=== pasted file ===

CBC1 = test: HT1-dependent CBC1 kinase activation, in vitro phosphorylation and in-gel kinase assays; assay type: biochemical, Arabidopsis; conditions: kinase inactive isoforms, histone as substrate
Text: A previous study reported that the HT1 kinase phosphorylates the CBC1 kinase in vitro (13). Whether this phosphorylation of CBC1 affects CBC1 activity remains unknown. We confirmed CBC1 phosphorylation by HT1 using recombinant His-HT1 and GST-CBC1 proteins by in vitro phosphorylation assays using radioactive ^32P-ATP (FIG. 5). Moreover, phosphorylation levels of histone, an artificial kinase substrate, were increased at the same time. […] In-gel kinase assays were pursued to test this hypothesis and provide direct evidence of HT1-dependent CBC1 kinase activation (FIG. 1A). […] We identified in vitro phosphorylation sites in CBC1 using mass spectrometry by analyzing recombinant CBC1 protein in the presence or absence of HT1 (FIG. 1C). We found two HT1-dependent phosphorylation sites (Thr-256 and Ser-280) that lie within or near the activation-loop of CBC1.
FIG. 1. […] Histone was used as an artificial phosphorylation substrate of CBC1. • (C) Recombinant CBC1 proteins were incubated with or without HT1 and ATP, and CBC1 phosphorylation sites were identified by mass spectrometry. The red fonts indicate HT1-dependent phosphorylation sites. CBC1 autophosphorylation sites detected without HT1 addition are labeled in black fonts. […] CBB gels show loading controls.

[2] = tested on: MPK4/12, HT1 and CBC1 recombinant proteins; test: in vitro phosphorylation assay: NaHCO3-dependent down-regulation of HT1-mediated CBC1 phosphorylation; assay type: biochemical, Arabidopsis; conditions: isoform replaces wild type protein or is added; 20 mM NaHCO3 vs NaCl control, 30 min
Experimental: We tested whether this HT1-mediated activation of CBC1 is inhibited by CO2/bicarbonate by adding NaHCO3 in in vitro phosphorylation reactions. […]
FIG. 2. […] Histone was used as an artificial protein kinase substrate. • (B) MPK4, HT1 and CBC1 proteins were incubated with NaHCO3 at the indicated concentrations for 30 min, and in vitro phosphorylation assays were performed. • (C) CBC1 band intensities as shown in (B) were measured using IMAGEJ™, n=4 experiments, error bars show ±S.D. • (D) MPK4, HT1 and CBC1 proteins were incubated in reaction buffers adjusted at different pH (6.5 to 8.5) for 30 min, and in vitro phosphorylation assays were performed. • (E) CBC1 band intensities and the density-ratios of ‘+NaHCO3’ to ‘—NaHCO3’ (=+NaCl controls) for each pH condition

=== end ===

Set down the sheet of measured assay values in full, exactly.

CBC1 = test: HT1-dependent CBC1 kinase activation, in vitro phosphorylation and in-gel kinase assays; assay type: biochemical, Arabidopsis; conditions: kinase inactive isoforms, histone as substrate
Text: A previous study reported that the HT1 kinase phosphorylates the CBC1 kinase in vitro (13). Whether this phosphorylation of CBC1 affects CBC1 activity remains unknown. We confirmed CBC1 phosphorylation by HT1 using recombinant His-HT1 and GST-CBC1 proteins by in vitro phosphorylation assays using radioactive ^32P-ATP (FIG. 5). Moreover, phosphorylation levels of histone, an artificial kinase substrate, were increased at the same time. […] In-gel kinase assays were pursued to test this hypothesis and provide direct evidence of HT1-dependent CBC1 kinase activation (FIG. 1A). […] We identified in vitro phosphorylation sites in CBC1 using mass spectrometry by analyzing recombinant CBC1 protein in the presence or absence of HT1 (FIG. 1C). We found two HT1-dependent phosphorylation sites (Thr-256 and Ser-280) that lie within or near the activation-loop of CBC1.
FIG. 1. […] Histone was used as an artificial phosphorylation substrate of CBC1. • (C) Recombinant CBC1 proteins were incubated with or without HT1 and ATP, and CBC1 phosphorylation sites were identified by mass spectrometry. The red fonts indicate HT1-dependent phosphorylation sites. CBC1 autophosphorylation sites detected without HT1 addition are labeled in black fonts. […] CBB gels show loading controls.

[2] = tested on: MPK4/12, HT1 and CBC1 recombinant proteins; test: in vitro phosphorylation assay: NaHCO3-dependent down-regulation of HT1-mediated CBC1 phosphorylation; assay type: biochemical, Arabidopsis; conditions: isoform replaces wild type protein or is added; 20 mM NaHCO3 vs NaCl control, 30 min
Experimental: We tested whether this HT1-mediated activation of CBC1 is inhibited by CO2/bicarbonate by adding NaHCO3 in in vitro phosphorylation reactions. […]
FIG. 2. […] Histone was used as an artificial protein kinase substrate. • (B) MPK4, HT1 and CBC1 proteins were incubated with NaHCO3 at the indicated concentrations for 30 min, and in vitro phosphorylation assays were performed. • (C) CBC1 band intensities as shown in (B) were measured using IMAGEJ™, n=4 experiments, error bars show ±S.D. • (D) MPK4, HT1 and CBC1 proteins were incubated in reaction buffers adjusted at different pH (6.5 to 8.5) for 30 min, and in vitro phosphorylation assays were performed. • (E) CBC1 band intensities and the density-ratios of ‘+NaHCO3’ to ‘—NaHCO3’ (=+NaCl controls) for each pH condition